Maziyar Gilaninejhad is a leader of the Union of Metalworkers and Mechanics of Iran (UMMI). In this interview, he talks about the challenges and struggles of Iranian workers and the likely effects of the nuclear deal on the economy.
Q: The economic situation in Iran is dire. The rate of unemployment and inflation is high, and the price of basic food and rent is breaking people’s backs. From the point of view of the union, what is the cause of this situation?
MG: Since Iran’s economic approach turned to unrestrained financial capitalism, prices and unemployment have increased rapidly. Under President Rafsanjani, executing the directives of the World Bank and the IMF became a major factor in government policy. Recently, the economy has opened even further to finance capital.
Twenty-five years after the end of the Iran-Iraq war, our largest key industries, like steel mills, power generation, water, petrochemicals and so on are in crisis, and the uncontrolled imports have plunged domestic industries into stagnation. We now import products that we once exported.
Today, more than 40 percent of the labor force is either unemployed or works in precarious pseudo-jobs. At least three million people are living on unemployment insurance. While we previously had plants that were unparalleled in the Middle East, these industries are in crisis today.
Finance capital has infiltrated government, promoting large-scale asset stripping. Manufacturing plants are driven to bankruptcy and privatized at below-market value. Undoubtedly, these are IMF prescriptions that have been implemented in our country at the behest of global capital. The policy prescribed by IMF for countries like ours is to produce oil and nothing else.
Q: How do workers deal with these issues?
MG: When working people see that the industries they work in cannot sell their products and cannot pay their wages – and see that their purchasing power decreases daily – they raise their voice and protest. They write letters to the authorities, stage protests, and eventually, to have their voices heard, have no choice but to walk out and stop production. Finance capital cannot stand protest action.
Currently, several labor activists and teachers are in prison. Davoud Razavi and Ebrahim Madadi of the Tehran and Suburbs Bus Company Trade Union have been summoned to the Revolutionary Court instead of the civil court. This is used to try cases of sedition.
Q: After negotiations about Iran’s nuclear programme, the country signed the Joint Comprehensive Plan of Action (JCPOA). Many hope that the lifting of sanctions will improve the economic situation. What is your opinion?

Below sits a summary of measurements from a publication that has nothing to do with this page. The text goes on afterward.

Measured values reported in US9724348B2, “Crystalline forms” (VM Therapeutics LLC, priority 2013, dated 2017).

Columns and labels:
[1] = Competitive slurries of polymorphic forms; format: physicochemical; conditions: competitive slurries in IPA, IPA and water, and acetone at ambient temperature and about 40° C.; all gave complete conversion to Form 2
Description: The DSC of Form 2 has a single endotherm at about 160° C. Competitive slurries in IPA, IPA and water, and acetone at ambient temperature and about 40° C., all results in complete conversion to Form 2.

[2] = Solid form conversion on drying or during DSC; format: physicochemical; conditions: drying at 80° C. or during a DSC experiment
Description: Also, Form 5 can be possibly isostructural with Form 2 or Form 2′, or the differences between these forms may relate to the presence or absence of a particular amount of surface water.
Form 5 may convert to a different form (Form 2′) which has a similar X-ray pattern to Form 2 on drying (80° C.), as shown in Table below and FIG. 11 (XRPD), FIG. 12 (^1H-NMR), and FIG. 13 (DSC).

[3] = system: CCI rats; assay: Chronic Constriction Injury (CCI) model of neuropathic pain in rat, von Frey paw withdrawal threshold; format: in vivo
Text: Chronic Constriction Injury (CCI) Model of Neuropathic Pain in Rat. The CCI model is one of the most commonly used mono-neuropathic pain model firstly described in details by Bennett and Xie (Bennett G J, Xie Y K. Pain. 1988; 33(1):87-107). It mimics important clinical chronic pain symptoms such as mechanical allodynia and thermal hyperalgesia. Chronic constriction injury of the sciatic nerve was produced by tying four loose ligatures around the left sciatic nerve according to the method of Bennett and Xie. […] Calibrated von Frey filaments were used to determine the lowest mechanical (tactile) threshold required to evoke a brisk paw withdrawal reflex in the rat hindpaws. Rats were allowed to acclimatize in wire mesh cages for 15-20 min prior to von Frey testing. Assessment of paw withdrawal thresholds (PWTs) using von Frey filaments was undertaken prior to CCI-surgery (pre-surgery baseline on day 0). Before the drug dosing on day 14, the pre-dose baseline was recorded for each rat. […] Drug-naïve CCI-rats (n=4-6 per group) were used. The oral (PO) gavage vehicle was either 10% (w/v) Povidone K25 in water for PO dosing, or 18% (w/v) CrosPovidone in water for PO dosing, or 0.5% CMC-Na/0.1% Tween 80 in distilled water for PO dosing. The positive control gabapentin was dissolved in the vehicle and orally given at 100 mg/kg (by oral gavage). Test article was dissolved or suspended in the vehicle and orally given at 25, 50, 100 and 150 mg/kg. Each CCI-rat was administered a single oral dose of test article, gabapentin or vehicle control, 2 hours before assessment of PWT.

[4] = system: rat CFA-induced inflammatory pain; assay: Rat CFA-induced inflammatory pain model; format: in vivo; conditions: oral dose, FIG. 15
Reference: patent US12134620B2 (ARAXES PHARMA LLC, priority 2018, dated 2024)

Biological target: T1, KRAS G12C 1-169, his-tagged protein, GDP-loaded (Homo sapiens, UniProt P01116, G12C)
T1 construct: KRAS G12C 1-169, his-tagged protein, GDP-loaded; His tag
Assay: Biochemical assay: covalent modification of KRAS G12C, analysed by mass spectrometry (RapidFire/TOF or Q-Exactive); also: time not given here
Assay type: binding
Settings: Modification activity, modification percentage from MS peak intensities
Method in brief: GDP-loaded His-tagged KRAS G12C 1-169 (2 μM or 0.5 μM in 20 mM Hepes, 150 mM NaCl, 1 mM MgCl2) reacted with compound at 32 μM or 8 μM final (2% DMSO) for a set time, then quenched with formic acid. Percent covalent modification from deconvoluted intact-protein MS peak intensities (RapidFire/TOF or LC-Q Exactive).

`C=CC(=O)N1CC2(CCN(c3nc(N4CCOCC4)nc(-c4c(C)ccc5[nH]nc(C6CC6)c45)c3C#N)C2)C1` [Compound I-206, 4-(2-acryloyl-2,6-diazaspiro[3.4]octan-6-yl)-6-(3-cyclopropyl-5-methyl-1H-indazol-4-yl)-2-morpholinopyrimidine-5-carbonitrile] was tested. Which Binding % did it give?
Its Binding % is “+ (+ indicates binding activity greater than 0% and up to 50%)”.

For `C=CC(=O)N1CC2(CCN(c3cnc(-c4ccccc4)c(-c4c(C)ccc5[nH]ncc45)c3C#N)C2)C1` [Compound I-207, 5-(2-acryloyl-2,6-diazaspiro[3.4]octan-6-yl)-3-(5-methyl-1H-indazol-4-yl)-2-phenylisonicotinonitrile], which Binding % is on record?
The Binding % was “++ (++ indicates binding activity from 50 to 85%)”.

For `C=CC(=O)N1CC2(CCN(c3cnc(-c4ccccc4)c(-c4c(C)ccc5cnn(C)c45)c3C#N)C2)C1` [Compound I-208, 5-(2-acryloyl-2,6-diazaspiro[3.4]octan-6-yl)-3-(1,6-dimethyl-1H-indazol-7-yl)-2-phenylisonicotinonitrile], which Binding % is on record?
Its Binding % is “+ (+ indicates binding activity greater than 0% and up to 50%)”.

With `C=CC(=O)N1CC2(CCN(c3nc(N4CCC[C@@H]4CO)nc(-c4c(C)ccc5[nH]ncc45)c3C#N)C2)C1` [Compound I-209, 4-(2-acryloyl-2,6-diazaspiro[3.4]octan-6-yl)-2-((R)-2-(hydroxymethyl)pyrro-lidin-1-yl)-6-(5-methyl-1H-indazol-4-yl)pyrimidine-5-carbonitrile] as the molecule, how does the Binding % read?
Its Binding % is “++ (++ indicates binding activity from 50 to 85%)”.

MG: There is no doubt that the lifting of sanctions is a positive accomplishment. However, what are we going to do with it? Keep importing and shutting down industries? No worker in the world beats the drums of war, ever. There is no doubt that working people are happy with the lifting of the sanctions. But as long as the economic policy of the government stays the same, nothing will change.
Q: Can we expect that the relations between Iran and the West, and the U.S. and EU in particular, will enter a phase of friendly relations after the JCPOA? Would this be a long-term situation?
MG: Currently the neighboring countries of Iran on three sides are engaged in wars: Afghanistan, Iraq, and now Turkey, which has gotten involved in the war in Syria. There have been attempts for a long time to pull Iran into another war. Extremists in Iran wouldn’t mind a clash with the U.S., and elements of global capital are trying to pull Iran into a war in order to change the geopolitical map of the region and do the same thing to Iran as they did to Libya and Iraq. We need to counteract this ploy. The working people of Iran oppose and object to the increase of tensions in foreign policy.
Q: What do the trade unions, and particularly the UMMI, think about the influx of foreign investors in Iran?
MG: If the government keeps conceding to finance capital, we will not benefit from foreign investment. The IMF wants Iran to provide cheap and deregulated labor for foreign investors. Since the presidency of Mr. Khatami in 1997, Iran’s government has done this. It created special trade and commerce zones that are excluded from coverage by the Labor Law.
The government aims to remove any legal restrictions for wages, retirement, health, and unemployment benefits in its development plan. This is akin to saying to Mr. Foreign Investor, “Come in and do whatever you like with our workers.”
Will the influx of foreign investment lead to the import of modern technology into the country, or will we continue fastening nuts and bolts only? We see Brazil and China as examples. Utilizing foreign investments in their countries, they were able to create jobs and reduce unemployment, and achieve the development and growth that they planned for. Will this happen here? We have to wait and see.
This interview is an abridged version of a longer conversation with Mr. Gilaninejhad that is available here.